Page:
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Education Is 'the Ultimate Plan' for Young Samoan-American Men at Le Aumaga

Le Aumaga teaches its mentees that higher education is a way to take care of family and the Samoan community.
Members of Le Aumaga after a recent session at California State University, Long Beach.
Members of Le Aumaga after a recent session at California State University, Long Beach.Courtesy of Le Aumaga

On a Saturday morning in early April, the members of Le Aumaga spent their time dressed in the traditional Samoan ie faitaga (wrap-around bottom) and ofu tino (dress shirt) and discussing rap lyrics from a song by hip-hop artist J.Cole: “You can dream, but don’t neglect the execution.”

Co-founder Justin Kalolo had written the words on the chalkboard.

Fa’a Samoa is all about being prepared. It’s about love and being prepared. And we preach to them, education is a way of being prepared. Our culture’s survival depends on education.

“We create a game plan for our dreams, and as we go through our plans, the execution falls on your shoulders,” Kalolo said to the group of mostly high school-aged mentees.

Kalolo, 24, and fellow co-founder Fraser Tauaivale, 22, founded Le Aumaga, a community group aimed at young men of Samoan descent, in September 2016 and have been intent on helping young Samoan-American men in Southern California execute their dreams since.

After being connected via community nonprofit Empowering Pacific Islander Communities (EPIC), Kalolo and Tauaivale joined forces to build upon the mentoring they were already doing at their churches and in their local communities.

The pair said growing up in rough neighborhoods inspired them to start a group that could help younger Samoan Americans steer clear of what they call the “vices” of low-income areas.

“Being exposed to gangs, violence, substance abuse [was] like, ‘This it for us. When I get older, I’m supposed to be just like my uncle who does these things, or I’m supposed to be just like my brothers and my cousins who do those things,’” Kalolo told NBC News. “There was no saying like, ‘Hold on. Here’s somebody who’s a professional who’s doing great and successful.’”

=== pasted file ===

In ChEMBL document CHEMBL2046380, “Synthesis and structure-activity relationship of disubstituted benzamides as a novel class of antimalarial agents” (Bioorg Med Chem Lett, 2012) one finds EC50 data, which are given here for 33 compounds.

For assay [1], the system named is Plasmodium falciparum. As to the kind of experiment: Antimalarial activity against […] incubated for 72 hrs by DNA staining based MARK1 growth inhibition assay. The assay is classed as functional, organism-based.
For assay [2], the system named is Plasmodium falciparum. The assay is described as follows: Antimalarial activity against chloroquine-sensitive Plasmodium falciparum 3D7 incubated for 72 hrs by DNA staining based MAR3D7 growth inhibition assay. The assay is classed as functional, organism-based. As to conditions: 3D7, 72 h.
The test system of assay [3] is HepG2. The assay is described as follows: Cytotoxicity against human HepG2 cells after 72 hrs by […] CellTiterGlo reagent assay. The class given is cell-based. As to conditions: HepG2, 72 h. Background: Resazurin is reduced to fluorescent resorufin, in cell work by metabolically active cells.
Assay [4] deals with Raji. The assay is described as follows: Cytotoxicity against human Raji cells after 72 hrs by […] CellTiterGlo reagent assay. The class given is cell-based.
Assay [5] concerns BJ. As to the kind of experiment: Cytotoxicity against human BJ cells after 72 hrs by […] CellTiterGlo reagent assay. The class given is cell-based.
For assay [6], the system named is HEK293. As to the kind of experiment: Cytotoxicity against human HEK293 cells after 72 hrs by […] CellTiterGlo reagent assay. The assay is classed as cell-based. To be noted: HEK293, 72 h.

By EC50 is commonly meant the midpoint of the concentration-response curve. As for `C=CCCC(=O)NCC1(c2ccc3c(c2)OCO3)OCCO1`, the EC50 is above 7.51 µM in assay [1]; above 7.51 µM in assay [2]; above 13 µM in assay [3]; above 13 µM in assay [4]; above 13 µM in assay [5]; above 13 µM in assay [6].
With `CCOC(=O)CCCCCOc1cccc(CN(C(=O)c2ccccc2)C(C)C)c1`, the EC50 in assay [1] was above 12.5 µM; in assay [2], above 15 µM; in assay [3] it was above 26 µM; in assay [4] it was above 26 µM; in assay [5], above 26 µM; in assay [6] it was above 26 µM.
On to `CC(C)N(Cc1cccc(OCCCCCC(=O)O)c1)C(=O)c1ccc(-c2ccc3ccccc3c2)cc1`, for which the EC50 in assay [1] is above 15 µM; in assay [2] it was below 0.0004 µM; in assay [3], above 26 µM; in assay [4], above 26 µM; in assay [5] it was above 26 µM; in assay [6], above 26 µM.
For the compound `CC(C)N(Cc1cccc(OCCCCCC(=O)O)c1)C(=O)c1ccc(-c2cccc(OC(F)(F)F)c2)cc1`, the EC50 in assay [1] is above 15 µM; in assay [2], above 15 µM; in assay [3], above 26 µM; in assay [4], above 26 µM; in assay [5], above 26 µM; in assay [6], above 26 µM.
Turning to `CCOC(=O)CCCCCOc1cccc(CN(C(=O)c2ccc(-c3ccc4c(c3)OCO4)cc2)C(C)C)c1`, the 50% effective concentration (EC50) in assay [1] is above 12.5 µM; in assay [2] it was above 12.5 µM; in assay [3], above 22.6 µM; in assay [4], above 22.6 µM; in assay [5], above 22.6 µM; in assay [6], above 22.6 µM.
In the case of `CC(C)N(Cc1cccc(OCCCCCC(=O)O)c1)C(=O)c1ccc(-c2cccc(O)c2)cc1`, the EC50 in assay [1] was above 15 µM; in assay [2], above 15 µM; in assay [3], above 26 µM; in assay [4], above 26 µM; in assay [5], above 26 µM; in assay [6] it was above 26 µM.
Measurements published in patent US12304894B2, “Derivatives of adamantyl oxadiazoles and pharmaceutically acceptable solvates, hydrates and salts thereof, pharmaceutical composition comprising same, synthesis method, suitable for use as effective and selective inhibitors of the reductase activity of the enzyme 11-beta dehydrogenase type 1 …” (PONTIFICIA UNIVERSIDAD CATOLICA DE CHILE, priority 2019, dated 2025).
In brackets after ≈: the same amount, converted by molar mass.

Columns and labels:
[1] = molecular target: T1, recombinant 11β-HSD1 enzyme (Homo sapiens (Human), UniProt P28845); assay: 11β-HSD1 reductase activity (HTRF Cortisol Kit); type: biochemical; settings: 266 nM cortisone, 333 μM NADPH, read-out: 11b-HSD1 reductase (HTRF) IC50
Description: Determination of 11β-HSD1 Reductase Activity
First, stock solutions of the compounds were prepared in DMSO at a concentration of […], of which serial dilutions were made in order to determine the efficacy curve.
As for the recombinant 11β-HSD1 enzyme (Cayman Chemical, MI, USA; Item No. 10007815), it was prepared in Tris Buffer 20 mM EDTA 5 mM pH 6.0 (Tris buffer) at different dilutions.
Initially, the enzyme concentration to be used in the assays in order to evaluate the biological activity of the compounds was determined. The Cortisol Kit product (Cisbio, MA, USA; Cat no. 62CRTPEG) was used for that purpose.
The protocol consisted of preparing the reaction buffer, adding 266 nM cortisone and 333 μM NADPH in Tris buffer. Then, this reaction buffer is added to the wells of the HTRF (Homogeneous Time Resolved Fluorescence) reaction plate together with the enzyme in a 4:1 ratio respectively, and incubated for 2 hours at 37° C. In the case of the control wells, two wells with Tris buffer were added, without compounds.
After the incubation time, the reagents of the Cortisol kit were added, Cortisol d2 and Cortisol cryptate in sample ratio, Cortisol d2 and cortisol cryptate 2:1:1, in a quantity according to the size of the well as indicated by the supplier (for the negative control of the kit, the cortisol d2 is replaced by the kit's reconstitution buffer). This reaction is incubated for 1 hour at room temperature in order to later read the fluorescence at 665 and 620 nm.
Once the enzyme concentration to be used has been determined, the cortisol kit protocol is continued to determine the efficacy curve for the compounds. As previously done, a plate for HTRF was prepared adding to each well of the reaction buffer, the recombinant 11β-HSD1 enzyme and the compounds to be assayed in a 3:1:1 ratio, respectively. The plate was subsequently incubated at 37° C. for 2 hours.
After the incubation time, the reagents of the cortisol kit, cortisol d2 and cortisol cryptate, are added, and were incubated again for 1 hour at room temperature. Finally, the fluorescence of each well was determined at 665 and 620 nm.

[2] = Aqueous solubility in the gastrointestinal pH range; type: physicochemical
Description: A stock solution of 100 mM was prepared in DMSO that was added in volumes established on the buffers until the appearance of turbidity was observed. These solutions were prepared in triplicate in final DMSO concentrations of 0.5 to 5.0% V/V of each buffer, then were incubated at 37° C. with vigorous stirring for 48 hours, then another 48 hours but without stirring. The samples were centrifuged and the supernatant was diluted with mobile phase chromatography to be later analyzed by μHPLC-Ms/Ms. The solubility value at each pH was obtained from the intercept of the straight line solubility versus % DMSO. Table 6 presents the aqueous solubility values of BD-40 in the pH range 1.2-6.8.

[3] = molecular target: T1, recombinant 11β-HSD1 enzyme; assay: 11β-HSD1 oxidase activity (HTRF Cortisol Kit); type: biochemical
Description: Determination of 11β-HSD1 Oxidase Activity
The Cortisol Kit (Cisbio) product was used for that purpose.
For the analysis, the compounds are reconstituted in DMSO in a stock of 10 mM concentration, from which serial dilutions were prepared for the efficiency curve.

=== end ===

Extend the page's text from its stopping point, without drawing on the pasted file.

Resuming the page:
According to a 2014 report released by EPIC and Asian Americans Advancing Justice, Native Hawaiian and Pacific Islander (NHPI) ethnic groups in California earn lower incomes per capita than the state average. On a national scale, Samoan Americans, specifically, earn a per capita income of $14,936, just a little over half of the national average of $27,334.

In California, NHPIs living in poverty increased by 97 percent between the years 2007 to 2012, a rate higher than any other group in the state, according to the 2014 report. A 2013 Census Bureau report indicated a national poverty rate among NHPIs of 17 percent.

“Knowing the struggle, knowing the narrative of our community right now, and how many of us are low-income or in poverty, we know so many youth who are in situations that we were in growing up,” Kalolo, who grew up in Long Beach, said. “Just knowing that someone believes in you and what you’re able to accomplish — that’s something we wanted to provide for these youth.”

Kalolo and Tauaivale conduct weekly check-ins and hold monthly meetings at local college and university campuses to showcase institutions of higher education to their mentees — and, hopefully, inspire some interest.

“As young Samoan men, we didn’t have people exposing us to college campuses. We didn’t have people walking us through high school. And then there’s a disconnect with our parents being immigrants and understanding the education system,” Tauaivale, who himself attends a community college in Orange County, told NBC News.